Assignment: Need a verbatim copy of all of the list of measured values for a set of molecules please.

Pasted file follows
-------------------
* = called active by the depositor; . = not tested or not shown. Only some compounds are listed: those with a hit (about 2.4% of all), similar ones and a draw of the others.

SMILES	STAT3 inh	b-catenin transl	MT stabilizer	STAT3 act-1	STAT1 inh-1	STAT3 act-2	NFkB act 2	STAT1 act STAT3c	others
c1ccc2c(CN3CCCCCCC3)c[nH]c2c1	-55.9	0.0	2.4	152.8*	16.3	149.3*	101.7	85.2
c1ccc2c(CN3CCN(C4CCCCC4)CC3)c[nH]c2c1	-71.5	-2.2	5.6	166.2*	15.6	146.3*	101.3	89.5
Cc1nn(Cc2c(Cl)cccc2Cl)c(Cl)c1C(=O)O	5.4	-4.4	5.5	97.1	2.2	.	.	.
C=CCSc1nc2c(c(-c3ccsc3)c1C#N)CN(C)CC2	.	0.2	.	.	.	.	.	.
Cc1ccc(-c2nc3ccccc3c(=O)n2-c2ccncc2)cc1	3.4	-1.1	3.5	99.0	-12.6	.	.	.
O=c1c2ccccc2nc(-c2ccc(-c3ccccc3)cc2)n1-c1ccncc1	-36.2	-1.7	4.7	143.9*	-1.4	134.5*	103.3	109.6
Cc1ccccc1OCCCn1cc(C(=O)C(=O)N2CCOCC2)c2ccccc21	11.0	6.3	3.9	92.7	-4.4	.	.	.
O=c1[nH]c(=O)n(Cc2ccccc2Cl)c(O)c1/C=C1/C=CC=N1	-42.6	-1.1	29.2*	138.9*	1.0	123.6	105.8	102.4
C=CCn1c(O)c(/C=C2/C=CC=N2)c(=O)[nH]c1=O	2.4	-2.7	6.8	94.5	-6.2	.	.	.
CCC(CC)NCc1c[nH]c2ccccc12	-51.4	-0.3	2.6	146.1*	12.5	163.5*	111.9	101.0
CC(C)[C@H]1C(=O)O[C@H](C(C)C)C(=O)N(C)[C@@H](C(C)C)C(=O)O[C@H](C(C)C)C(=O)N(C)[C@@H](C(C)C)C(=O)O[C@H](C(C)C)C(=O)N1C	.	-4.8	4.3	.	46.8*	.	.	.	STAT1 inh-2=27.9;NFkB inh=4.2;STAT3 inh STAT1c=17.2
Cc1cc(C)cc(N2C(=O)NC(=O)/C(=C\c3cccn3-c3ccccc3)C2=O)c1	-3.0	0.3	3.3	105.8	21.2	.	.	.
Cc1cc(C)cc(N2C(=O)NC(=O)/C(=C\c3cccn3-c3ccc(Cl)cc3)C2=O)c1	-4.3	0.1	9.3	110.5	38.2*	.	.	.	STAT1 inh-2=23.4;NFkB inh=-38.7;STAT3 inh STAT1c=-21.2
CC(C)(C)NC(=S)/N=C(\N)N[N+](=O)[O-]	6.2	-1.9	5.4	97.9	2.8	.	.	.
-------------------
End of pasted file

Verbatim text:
* = called active by the depositor; . = not tested or not shown. Only some compounds are listed: those with a hit (about 2.4% of all), similar ones and a draw of the others.

SMILES	STAT3 inh	b-catenin transl	MT stabilizer	STAT3 act-1	STAT1 inh-1	STAT3 act-2	NFkB act 2	STAT1 act STAT3c	others
c1ccc2c(CN3CCCCCCC3)c[nH]c2c1	-55.9	0.0	2.4	152.8*	16.3	149.3*	101.7	85.2
c1ccc2c(CN3CCN(C4CCCCC4)CC3)c[nH]c2c1	-71.5	-2.2	5.6	166.2*	15.6	146.3*	101.3	89.5
Cc1nn(Cc2c(Cl)cccc2Cl)c(Cl)c1C(=O)O	5.4	-4.4	5.5	97.1	2.2	.	.	.
C=CCSc1nc2c(c(-c3ccsc3)c1C#N)CN(C)CC2	.	0.2	.	.	.	.	.	.
Cc1ccc(-c2nc3ccccc3c(=O)n2-c2ccncc2)cc1	3.4	-1.1	3.5	99.0	-12.6	.	.	.
O=c1c2ccccc2nc(-c2ccc(-c3ccccc3)cc2)n1-c1ccncc1	-36.2	-1.7	4.7	143.9*	-1.4	134.5*	103.3	109.6
Cc1ccccc1OCCCn1cc(C(=O)C(=O)N2CCOCC2)c2ccccc21	11.0	6.3	3.9	92.7	-4.4	.	.	.
O=c1[nH]c(=O)n(Cc2ccccc2Cl)c(O)c1/C=C1/C=CC=N1	-42.6	-1.1	29.2*	138.9*	1.0	123.6	105.8	102.4
C=CCn1c(O)c(/C=C2/C=CC=N2)c(=O)[nH]c1=O	2.4	-2.7	6.8	94.5	-6.2	.	.	.
CCC(CC)NCc1c[nH]c2ccccc12	-51.4	-0.3	2.6	146.1*	12.5	163.5*	111.9	101.0
CC(C)[C@H]1C(=O)O[C@H](C(C)C)C(=O)N(C)[C@@H](C(C)C)C(=O)O[C@H](C(C)C)C(=O)N(C)[C@@H](C(C)C)C(=O)O[C@H](C(C)C)C(=O)N1C	.	-4.8	4.3	.	46.8*	.	.	.	STAT1 inh-2=27.9;NFkB inh=4.2;STAT3 inh STAT1c=17.2
Cc1cc(C)cc(N2C(=O)NC(=O)/C(=C\c3cccn3-c3ccccc3)C2=O)c1	-3.0	0.3	3.3	105.8	21.2	.	.	.
Cc1cc(C)cc(N2C(=O)NC(=O)/C(=C\c3cccn3-c3ccc(Cl)cc3)C2=O)c1	-4.3	0.1	9.3	110.5	38.2*	.	.	.	STAT1 inh-2=23.4;NFkB inh=-38.7;STAT3 inh STAT1c=-21.2
CC(C)(C)NC(=S)/N=C(\N)N[N+](=O)[O-]	6.2	-1.9	5.4	97.9	2.8	.	.	.